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Where Black Female Representation in Literature Starts and Ends: In Conversation with the “Well-Read Black Girl” Anthology

 

This past summer, I bought one of my close friends a copy of the book Well-Read Black Girl as a birthday gift. Of course, me being a lover of anthologies and any form of written work produced by women of color, I soon had to get a copy for myself. In this wonderfully written anthology, twenty-one Black women, specifically Black female writers and activists, discuss how they have carved out a place for themselves in American literature. They talk about the women and other writers who came before them and inspired them, and they also outline the goals they aim to achieve with their own work. 

Jesmyn Ward, the author of Sing, Unburied, Sing who actually came to speak at Williams my freshman year, writes about her love for E.L. Konigsburg’s Jennifer, Hecate, Macbeth, William McKinley, and Me, Elizabeth, a novel that is about a young Black girl named Jennifer who convinces another girl that she is a witch. Barbara Smith, a feminist scholar and activist, tells the readers how James Baldwin was a continuous presence in her literary life and how her appreciation for his work and writing of homosexual characters only increased when she came out as gay herself. Even Rebecca Walker, the child of renowned author Alice Walker, has her own section in this book. This book is a beautiful assemblage of literary sisterhood. Reading this anthology and hearing this chorus of voices sing the praises of Black female literature was really a source of pure joy for me as well as a source of comfort during these particularly isolating times. At the same time, though, reading “Well-Read Black Girl” made me think about how far we still have to go in regard to the Black woman’s representation in literature and other media. 

    A question that Glory Edim, the founder of the Well-Read Black Girl book club, proposes in this anthology’s introduction is: When did you first see yourself in literature? That is a question that I myself confronted in a previous HerCampus article. As a Caribbean girl of Dominican and Puerto Rican ancestry, I did not ever see my identity represented in a novel until I was 18 years old and at Williams reading Loida Maritza Perez’s Geographies of Home, and unfortunately, this is not a rare experience. Even in Well-Read Black Girl, author Veronica Chambers notes that she too did not see her Caribbean woman identity represented in a novel until she got to college and read Jamaica Kincaid’s short story “Girl”.  Now that I am a college student and I can choose the classes I want to take and the literature I want to read, I have made it a point to seek out books in which I see myself represented, but that should not be as difficult as it is.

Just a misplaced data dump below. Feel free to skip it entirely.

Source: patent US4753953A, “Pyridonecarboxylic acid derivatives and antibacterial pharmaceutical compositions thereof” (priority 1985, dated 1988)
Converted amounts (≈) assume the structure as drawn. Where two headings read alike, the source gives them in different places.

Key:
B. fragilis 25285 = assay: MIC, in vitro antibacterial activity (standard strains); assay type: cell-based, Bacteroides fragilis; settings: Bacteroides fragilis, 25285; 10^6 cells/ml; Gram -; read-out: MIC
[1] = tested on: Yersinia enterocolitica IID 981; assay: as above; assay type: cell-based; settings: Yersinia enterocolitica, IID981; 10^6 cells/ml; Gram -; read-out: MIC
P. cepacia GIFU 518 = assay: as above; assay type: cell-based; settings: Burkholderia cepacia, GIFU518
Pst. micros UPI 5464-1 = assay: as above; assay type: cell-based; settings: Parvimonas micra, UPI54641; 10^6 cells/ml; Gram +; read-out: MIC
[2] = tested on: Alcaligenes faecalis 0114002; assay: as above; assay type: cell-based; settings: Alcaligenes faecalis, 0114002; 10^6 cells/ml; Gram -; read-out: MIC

The fact of the matter is that Black literature is not only about African American literature. There is an Afro-diasporic community that spans the entire world and a hidden world of magnificent literature to go with it. Literary curriculums across the country, not just those of higher education but also those for elementary, middle, and high school, need to expand their definition of Black literature in order to encompass the complexities of the Black experience. Not only will future generations of Black women be able to see themselves and their varied backgrounds more clearly reflected in the pages of their school books, but also everyone will benefit from reading some amazing literature! Speaking of which, if you yourself want to expand your knowledge of Black literature, here are some starting recommendations I have: 

  1. Never Look an American in the Eye by Okey Ndibe 

  2. Kaffir Boy by Mark Mathabane 

  3. My Sister, the Serial Killer by Oyinkan Braithwaite 

  4. The Turner House by Angela Flournoy

  5. The Poet X by Elizabeth Acevedo 

  6. American Sonnets for my Past and Future Assassin by Terrance Hayes 

  7. Sula by Toni Morrison 

 

Here’s to more Black representation in literature! Happy reading! 

Nicole Alvarez

Williams '22

A Dominican and Puerto-Rican first-generation Williams student from Queens, New York. Biology major and Neuroscience concentrator. Allison Davis Research Fellow and lover of poetry.
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